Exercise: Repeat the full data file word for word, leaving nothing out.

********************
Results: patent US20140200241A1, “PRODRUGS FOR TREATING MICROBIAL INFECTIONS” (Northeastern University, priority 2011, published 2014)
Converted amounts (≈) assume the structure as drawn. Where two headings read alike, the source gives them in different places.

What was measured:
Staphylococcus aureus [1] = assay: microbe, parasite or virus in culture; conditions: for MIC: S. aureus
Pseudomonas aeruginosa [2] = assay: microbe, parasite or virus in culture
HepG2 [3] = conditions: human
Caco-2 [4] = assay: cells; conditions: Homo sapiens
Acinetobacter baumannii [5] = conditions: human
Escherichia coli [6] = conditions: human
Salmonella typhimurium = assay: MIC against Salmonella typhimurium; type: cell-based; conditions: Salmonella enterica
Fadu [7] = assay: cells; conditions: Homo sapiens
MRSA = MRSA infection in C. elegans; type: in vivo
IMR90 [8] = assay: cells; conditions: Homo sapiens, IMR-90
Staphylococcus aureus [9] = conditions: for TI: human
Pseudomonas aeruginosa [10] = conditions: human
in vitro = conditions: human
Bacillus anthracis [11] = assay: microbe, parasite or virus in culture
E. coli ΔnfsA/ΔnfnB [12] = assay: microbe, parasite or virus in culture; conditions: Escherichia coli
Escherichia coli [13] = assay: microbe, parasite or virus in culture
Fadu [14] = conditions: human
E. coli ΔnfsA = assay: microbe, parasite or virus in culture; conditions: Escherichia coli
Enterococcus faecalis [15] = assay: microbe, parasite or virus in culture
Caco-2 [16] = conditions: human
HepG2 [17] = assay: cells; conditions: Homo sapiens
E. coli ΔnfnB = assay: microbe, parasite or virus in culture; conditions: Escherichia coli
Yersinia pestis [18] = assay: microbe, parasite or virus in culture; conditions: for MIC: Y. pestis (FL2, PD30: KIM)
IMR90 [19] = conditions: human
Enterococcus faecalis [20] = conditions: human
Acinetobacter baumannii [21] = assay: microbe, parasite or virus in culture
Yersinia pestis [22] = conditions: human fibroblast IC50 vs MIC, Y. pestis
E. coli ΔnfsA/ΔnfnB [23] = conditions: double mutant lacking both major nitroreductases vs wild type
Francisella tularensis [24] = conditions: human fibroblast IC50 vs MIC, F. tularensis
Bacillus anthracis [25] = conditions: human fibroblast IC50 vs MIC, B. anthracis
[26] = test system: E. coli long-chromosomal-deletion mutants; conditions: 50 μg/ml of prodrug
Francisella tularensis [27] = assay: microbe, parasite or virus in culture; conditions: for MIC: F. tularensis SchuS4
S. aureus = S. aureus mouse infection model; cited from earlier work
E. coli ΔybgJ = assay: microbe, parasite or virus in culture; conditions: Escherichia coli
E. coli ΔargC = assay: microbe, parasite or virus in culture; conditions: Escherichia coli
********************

Results: patent US20140200241A1, “PRODRUGS FOR TREATING MICROBIAL INFECTIONS” (Northeastern University, priority 2011, published 2014)
Converted amounts (≈) assume the structure as drawn. Where two headings read alike, the source gives them in different places.

What was measured:
Staphylococcus aureus [1] = assay: microbe, parasite or virus in culture; conditions: for MIC: S. aureus
Pseudomonas aeruginosa [2] = assay: microbe, parasite or virus in culture
HepG2 [3] = conditions: human
Caco-2 [4] = assay: cells; conditions: Homo sapiens
Acinetobacter baumannii [5] = conditions: human
Escherichia coli [6] = conditions: human
Salmonella typhimurium = assay: MIC against Salmonella typhimurium; type: cell-based; conditions: Salmonella enterica
Fadu [7] = assay: cells; conditions: Homo sapiens
MRSA = MRSA infection in C. elegans; type: in vivo
IMR90 [8] = assay: cells; conditions: Homo sapiens, IMR-90
Staphylococcus aureus [9] = conditions: for TI: human
Pseudomonas aeruginosa [10] = conditions: human
in vitro = conditions: human
Bacillus anthracis [11] = assay: microbe, parasite or virus in culture
E. coli ΔnfsA/ΔnfnB [12] = assay: microbe, parasite or virus in culture; conditions: Escherichia coli
Escherichia coli [13] = assay: microbe, parasite or virus in culture
Fadu [14] = conditions: human
E. coli ΔnfsA = assay: microbe, parasite or virus in culture; conditions: Escherichia coli
Enterococcus faecalis [15] = assay: microbe, parasite or virus in culture
Caco-2 [16] = conditions: human
HepG2 [17] = assay: cells; conditions: Homo sapiens
E. coli ΔnfnB = assay: microbe, parasite or virus in culture; conditions: Escherichia coli
Yersinia pestis [18] = assay: microbe, parasite or virus in culture; conditions: for MIC: Y. pestis (FL2, PD30: KIM)
IMR90 [19] = conditions: human
Enterococcus faecalis [20] = conditions: human
Acinetobacter baumannii [21] = assay: microbe, parasite or virus in culture
Yersinia pestis [22] = conditions: human fibroblast IC50 vs MIC, Y. pestis
E. coli ΔnfsA/ΔnfnB [23] = conditions: double mutant lacking both major nitroreductases vs wild type
Francisella tularensis [24] = conditions: human fibroblast IC50 vs MIC, F. tularensis
Bacillus anthracis [25] = conditions: human fibroblast IC50 vs MIC, B. anthracis
[26] = test system: E. coli long-chromosomal-deletion mutants; conditions: 50 μg/ml of prodrug
Francisella tularensis [27] = assay: microbe, parasite or virus in culture; conditions: for MIC: F. tularensis SchuS4
S. aureus = S. aureus mouse infection model; cited from earlier work
E. coli ΔybgJ = assay: microbe, parasite or virus in culture; conditions: Escherichia coli
E. coli ΔargC = assay: microbe, parasite or virus in culture; conditions: Escherichia coli